Private Residence Relief (PRR) could allow you to sell your current or former home without incurring any Capital Gains Tax (CGT). Our private client experts explain how PRR works and analyse the outcome of a recent court case (Lee vs HMRC) to understand how PRR operates for claims on redeveloped properties.

What is Private Residence Relief?

PRR can allow individuals to sell their homes without incurring any CGT, provided specific conditions are met.

Who can claim Private Residence Relief?

This relief can only be claimed when selling a ‘dwelling house’ that is or has been an individual’s only or primary residence. Generally, PRR can be claimed if you meet the following criteria:

  • You have one home
  • That one home has been your primary residence for the entire time you have owned the property
  • You have not used the property exclusively for business purposes
  • You have not let all or part of the property out (exceptions are made for lodgers)

If you own multiple properties, you can still claim PRR but additional conditions apply – for more information on PRR eligibility, contact us to speak to our private client tax team about your specific situation.

Following a decision in a recent court case (see below), the conditions also vary when claiming PRR on a redeveloped property.

Case study on PRR for redeveloped properties: Lee vs HMRC

In October 2010, Gerald and Sarah Lee jointly purchased a property for £1.679 million. Between October 2010 and March 2013, the original house was demolished and a new one built. By March 2013, the Lees had moved into the new house as their primary residence. In May 2014, the Lees sold the whole property, and this is when the PRR complications began. In 2017, HMRC opened enquiries into the Lees’ tax returns.

HMRC contended that PRR should only be available for the minimum period of 18/43rds of the gain (it should be noted that this period has now been reduced to nine months).

The Lees challenged HMRC’s interpretation, asserting that the ‘period of ownership’ in the legislation specifically related to the dwelling house and not the land. Their emphasis was on the 15-month period from the completion of the new house in March 2013 to its sale in May 2014. As they had occupied the new house for the entire period of ownership, the Lees said that the entire gain should be exempt from CGT.

The First Tier Tribunal (FTT) sided with the Lees, recognising the purchase and sale of a single asset and disagreed with HMRC’s position that a ‘dwelling house’ should encompass the land. HMRC appealed the decision to the Upper Tier Tribunal (UTT). The UTT found that HMRC failed to provide compelling evidence supporting their claim that PRR should extend to the land and upheld the FTT’s decision.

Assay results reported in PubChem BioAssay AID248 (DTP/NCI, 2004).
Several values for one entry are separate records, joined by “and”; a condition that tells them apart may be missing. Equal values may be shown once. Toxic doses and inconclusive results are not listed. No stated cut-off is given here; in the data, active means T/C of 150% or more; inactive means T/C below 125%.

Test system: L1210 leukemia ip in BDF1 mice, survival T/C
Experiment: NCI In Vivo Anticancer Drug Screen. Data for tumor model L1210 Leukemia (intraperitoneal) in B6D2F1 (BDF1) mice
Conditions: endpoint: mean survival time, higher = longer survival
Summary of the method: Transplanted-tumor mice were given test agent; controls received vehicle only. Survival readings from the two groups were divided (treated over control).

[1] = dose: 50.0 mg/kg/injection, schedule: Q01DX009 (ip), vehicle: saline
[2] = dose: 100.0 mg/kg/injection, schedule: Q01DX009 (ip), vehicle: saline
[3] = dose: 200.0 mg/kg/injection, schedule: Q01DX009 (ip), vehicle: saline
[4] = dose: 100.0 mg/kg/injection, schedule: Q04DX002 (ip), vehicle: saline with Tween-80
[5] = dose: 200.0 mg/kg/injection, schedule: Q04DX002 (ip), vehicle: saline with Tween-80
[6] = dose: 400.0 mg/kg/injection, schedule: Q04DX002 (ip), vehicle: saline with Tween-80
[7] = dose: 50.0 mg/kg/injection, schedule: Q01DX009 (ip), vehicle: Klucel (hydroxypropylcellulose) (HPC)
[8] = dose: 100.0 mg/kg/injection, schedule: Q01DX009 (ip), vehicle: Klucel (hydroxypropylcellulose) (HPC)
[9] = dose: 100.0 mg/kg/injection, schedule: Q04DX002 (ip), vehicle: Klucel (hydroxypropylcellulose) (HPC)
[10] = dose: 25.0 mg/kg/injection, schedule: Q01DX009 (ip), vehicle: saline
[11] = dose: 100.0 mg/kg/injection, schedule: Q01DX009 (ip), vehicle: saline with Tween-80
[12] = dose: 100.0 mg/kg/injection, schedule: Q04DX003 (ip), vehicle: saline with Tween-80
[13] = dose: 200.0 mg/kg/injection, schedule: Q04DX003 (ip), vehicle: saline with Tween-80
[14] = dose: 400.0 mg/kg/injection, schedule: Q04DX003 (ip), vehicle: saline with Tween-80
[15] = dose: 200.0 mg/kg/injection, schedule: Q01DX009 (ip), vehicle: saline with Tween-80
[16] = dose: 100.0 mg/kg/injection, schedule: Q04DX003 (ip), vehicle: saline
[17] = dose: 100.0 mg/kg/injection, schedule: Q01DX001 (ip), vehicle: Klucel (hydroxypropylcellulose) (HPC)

The outcome of this case is that even though the Lees had owned the land for 43 months but only occupied the house for 15 months, they were entitled to PRR in full.

What does Lee vs HMRC mean for sellers of redeveloped properties claiming PRR?

If you are looking to claim PRR on the sale of a redeveloped property made in the last four tax years, now or in the future, the Lee vs HMRC court case highlights several conditions that must be met:

  1. Occupation of the dwelling house: The dwelling house must have been occupied as your main residence at some point during your ownership.
  2. Period of ownership: The ‘period of ownership’ for PRR purposes considers the dwelling house separately from the land, even when both are under the same title. The PRR calculation should consider the period when you occupied the dwelling house as your main residence.
  3. Redevelopment activities: Any redevelopment on your property should not have been carried out with the primary aim of claiming PRR. The main reason should have been to create a suitable residence for you and others living in the property.
  4. Garden and grounds: The garden and grounds surrounding the dwelling house may be eligible for PRR if they are used primarily for the enjoyment of people living there. However, if the garden and grounds are used for other purposes, such as commercial activities, they may not be eligible for PRR.
  5. Property disposal: The disposal of the property should be a genuine sale or other disposal. PRR will not be available if the disposal is a sham transaction or if it is intended to reduce the capital gain deceptively.

Due to the complexity of the conditions above, the best way to assess your eligibility for PRR and submit a successful claim is by consulting a specialist tax adviser.

What about if you have sold redeveloped land in the last four tax years?

Due to the outcome of the Lee v HMRC case, there could be a limited window of opportunity to revisit those calculations, potentially resulting in a tax refund.

If you have sold redeveloped land in the last four tax years, speak to a specialist tax adviser ASAP to find out if you are eligible for a refund from HMRC.

PRR advice and support with our private client tax services

Contact our private client tax team today and maximise your tax savings when selling your home or property. We can guide you through Private Residence Relief eligibility and provide tailored support to your situation.